If your pregnancy delay is a result of male fertility problems, such as a low sperm count, or sperm that can’t penetrate the egg, IVF alone unlikely to help. This is where Intra Cytoplasmic Sperm Injection (ICSI) is most appropriate. ICSI is also useful if you’ve had a vasectomy but now want to have children.
What is ICSI?
ICSI can be part of your IVF treatment cycle. The major difference with ICSI is how we achieve fertilisation: using very fine micromanipulation equipment, we inject a single sperm into each egg. During ICSI, sperm are selected for injection on the basis of their shape (morphology) and motility.
ICSI is often recommended when there are no sperm in the semen, and we have to obtain them surgically from the testes.
What is the ICSI process?
The ICSI process is an extra step that is used in an IVF treatment cycle. First, your ovaries are stimulated using a series of hormone injections, to encourage the growth of multiple eggs. Once the optimal number of follicles have developed, you will be given an injection to trigger ovulation, and the eggs contained within the follicles will then be collected in a day surgery procedure.
However, instead of the eggs being then placed together in a dish with your partner's or a donor's sperm (standard IVF), a highly skilled embryologist will perform ICSI, which involves injecting a single sperm into each egg using very fine micromanipulation equipment to achieve fertilisation.
What is PICSI (ICSI-HA)?
PICSI (sometimes also referred to as ICSI-HA) is a process that is used to select sperm for ICSI. The selection of sperm is based upon those that are able to bind to a hyaluronan hydrogel, mimicking the natural binding of mature sperm to eggs in the female.
What is the PICSI process?
PICSI involves the use of a special sterile culture dish with three microdots of hyaluronan attached to its lower interior surface. The dish is used as an additional step in the selection of sperm at the time of the ICSI (micro-injection) procedure. A suspension of prepared sperm is added to the microdots and within a few minutes, motile sperm will bind to the hyaluronan. It should however be noted that for the sperm to bind to the hyaluronan they must be progressively motile and therefore patients using testicular or non-motile sperm cannot use PICSI.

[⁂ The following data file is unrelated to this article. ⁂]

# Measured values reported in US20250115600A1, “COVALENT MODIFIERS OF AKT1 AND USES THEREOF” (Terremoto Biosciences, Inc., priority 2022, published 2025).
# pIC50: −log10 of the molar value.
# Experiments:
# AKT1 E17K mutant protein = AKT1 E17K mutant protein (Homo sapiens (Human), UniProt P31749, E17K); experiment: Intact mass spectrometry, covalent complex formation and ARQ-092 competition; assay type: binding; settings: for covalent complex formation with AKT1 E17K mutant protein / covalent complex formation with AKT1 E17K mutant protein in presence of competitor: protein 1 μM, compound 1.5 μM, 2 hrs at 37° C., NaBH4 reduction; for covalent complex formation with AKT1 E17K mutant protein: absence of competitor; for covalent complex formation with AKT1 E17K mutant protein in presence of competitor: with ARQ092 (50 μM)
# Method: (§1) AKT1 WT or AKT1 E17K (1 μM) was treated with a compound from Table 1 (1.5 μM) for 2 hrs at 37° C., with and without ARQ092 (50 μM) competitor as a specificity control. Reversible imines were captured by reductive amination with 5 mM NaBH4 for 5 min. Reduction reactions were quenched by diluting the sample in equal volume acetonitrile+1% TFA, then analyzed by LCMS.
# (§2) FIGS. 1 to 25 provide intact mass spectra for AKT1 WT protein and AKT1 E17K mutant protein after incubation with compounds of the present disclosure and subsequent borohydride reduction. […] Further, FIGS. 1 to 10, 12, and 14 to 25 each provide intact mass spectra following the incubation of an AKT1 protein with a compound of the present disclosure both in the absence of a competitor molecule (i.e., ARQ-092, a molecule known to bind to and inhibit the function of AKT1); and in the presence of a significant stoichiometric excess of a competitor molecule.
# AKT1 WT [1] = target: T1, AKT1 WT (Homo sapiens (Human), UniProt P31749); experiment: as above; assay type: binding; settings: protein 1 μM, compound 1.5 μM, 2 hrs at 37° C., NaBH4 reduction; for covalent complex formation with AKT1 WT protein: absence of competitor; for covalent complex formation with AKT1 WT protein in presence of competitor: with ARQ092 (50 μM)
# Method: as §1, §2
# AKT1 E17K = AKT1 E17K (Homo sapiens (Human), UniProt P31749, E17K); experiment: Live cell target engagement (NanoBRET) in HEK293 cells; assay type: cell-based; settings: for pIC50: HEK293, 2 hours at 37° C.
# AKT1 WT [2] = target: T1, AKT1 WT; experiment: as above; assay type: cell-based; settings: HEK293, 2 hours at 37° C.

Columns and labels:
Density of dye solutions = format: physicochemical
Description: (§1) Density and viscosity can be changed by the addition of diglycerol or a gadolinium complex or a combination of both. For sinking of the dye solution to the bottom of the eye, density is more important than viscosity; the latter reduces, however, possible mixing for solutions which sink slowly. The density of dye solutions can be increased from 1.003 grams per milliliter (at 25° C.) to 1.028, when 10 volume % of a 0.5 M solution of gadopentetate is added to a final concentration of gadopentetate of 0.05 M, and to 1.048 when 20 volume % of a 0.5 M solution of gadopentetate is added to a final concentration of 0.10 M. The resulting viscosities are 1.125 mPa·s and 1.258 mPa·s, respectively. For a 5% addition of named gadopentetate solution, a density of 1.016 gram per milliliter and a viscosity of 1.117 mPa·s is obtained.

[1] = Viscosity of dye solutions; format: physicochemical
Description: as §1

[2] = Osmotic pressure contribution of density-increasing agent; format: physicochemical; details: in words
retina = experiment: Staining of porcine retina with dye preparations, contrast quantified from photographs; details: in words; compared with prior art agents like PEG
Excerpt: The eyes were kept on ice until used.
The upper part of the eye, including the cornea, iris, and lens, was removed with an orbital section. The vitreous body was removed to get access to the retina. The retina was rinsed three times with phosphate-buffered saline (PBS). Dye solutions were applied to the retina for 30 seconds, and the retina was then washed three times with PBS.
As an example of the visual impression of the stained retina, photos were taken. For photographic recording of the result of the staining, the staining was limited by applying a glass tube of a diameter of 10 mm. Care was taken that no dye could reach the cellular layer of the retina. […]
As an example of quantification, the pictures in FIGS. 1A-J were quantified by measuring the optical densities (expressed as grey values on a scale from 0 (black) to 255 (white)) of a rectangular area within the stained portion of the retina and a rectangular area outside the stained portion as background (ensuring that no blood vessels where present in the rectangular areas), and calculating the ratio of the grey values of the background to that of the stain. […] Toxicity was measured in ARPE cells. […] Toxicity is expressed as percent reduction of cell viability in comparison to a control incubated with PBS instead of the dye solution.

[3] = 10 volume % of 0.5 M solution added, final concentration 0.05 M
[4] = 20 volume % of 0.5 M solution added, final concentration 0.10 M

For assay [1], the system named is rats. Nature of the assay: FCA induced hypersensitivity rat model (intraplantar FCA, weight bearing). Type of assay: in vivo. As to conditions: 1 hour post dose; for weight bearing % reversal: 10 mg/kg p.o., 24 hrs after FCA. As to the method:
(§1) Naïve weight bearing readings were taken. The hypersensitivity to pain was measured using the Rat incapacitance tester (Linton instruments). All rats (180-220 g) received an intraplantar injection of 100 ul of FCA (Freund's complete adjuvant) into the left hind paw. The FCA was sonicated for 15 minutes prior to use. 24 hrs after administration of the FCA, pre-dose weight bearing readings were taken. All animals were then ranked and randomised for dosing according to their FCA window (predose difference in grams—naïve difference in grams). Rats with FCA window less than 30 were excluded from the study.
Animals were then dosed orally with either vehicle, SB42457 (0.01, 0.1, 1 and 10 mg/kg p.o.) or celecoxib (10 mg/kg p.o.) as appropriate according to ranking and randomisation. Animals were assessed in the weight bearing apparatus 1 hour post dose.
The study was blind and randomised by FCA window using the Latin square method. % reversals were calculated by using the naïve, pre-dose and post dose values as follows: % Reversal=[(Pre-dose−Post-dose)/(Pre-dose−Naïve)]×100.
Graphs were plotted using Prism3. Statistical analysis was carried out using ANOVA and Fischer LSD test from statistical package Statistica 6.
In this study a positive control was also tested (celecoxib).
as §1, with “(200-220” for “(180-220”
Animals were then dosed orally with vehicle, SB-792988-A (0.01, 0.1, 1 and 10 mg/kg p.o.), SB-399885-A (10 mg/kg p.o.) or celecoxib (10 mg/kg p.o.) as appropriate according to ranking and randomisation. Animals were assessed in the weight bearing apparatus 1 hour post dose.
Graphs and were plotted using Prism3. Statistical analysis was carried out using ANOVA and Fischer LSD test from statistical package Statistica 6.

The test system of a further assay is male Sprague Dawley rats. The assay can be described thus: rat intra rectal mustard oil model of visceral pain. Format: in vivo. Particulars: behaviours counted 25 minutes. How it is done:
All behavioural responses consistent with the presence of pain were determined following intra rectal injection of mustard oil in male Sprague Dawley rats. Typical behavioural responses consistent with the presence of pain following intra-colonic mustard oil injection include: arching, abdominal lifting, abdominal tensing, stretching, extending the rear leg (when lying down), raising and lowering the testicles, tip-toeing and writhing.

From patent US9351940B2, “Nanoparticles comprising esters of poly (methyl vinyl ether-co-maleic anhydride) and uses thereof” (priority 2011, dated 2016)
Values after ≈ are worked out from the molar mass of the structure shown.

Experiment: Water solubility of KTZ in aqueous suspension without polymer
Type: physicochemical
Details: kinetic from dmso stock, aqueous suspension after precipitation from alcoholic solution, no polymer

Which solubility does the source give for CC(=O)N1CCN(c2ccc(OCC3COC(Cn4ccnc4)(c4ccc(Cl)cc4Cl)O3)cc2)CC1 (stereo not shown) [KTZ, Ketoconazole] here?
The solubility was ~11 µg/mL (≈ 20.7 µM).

Who might benefit from the use of PICSI?
Research indicates the following patient groups may benefit from the use of PICSI:
- Poor fertilisation in previous ICSI cycle
- Poor embryo development in previous ICSI attempts
- High levels of sperm DNA damage (identified from SCSA testing)
- Reduced sperm morphology
- Reduced sperm motility
How much does ICSI cost?
ICSI is used in conjunction with an IVF cycle and has a cost of approximately $300-$400 (after Medicare rebates have been claimed).
Our nurses and administrative staff are experts in explaining all of the costs involved and navigating the Medicare Safety Net scheme and can also provide you with current costs. If you have any questions regarding ICSI costs, please call 1800 111 483 or send us an email.
Download our IVF and ICSI booklet
For more information about ICSI, visit our Patient Information Booklets page. This booklet talks about the stages of IVF and ICSI treatment, what to expect from treatment, and gives advice on how to cope with the stress of IVF and ICSI treatment. Download our ICSI booklet…
To find out more about ICSI or PICSI, or to book an appointment with a Queensland Fertility Group Fertility Specialist, call 1800 111 483 to speak with an experienced fertility consultant.